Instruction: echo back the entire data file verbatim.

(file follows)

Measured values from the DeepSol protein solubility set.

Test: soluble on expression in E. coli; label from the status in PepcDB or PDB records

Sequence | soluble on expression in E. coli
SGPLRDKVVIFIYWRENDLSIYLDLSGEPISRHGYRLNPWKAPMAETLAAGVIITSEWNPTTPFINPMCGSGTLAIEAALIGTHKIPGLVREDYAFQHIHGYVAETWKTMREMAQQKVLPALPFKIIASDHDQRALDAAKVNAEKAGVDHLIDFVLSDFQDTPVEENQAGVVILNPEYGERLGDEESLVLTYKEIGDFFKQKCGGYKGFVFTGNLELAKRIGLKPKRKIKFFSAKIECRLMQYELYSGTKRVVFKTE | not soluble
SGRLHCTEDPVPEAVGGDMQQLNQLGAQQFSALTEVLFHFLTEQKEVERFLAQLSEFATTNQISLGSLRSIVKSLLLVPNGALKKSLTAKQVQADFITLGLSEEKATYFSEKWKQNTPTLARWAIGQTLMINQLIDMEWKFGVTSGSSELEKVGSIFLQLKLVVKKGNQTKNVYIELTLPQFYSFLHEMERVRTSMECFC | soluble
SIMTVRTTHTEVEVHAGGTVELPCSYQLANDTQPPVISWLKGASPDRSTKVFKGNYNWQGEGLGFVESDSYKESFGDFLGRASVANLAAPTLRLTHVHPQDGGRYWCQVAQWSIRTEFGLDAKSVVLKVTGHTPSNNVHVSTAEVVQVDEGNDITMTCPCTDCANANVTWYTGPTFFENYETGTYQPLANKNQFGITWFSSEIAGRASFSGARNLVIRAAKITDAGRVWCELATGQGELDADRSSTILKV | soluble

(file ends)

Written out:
Measured values from the DeepSol protein solubility set.

Test: soluble on expression in E. coli; label from the status in PepcDB or PDB records

Sequence | soluble on expression in E. coli
SGPLRDKVVIFIYWRENDLSIYLDLSGEPISRHGYRLNPWKAPMAETLAAGVIITSEWNPTTPFINPMCGSGTLAIEAALIGTHKIPGLVREDYAFQHIHGYVAETWKTMREMAQQKVLPALPFKIIASDHDQRALDAAKVNAEKAGVDHLIDFVLSDFQDTPVEENQAGVVILNPEYGERLGDEESLVLTYKEIGDFFKQKCGGYKGFVFTGNLELAKRIGLKPKRKIKFFSAKIECRLMQYELYSGTKRVVFKTE | not soluble
SGRLHCTEDPVPEAVGGDMQQLNQLGAQQFSALTEVLFHFLTEQKEVERFLAQLSEFATTNQISLGSLRSIVKSLLLVPNGALKKSLTAKQVQADFITLGLSEEKATYFSEKWKQNTPTLARWAIGQTLMINQLIDMEWKFGVTSGSSELEKVGSIFLQLKLVVKKGNQTKNVYIELTLPQFYSFLHEMERVRTSMECFC | soluble
SIMTVRTTHTEVEVHAGGTVELPCSYQLANDTQPPVISWLKGASPDRSTKVFKGNYNWQGEGLGFVESDSYKESFGDFLGRASVANLAAPTLRLTHVHPQDGGRYWCQVAQWSIRTEFGLDAKSVVLKVTGHTPSNNVHVSTAEVVQVDEGNDITMTCPCTDCANANVTWYTGPTFFENYETGTYQPLANKNQFGITWFSSEIAGRASFSGARNLVIRAAKITDAGRVWCELATGQGELDADRSSTILKV | soluble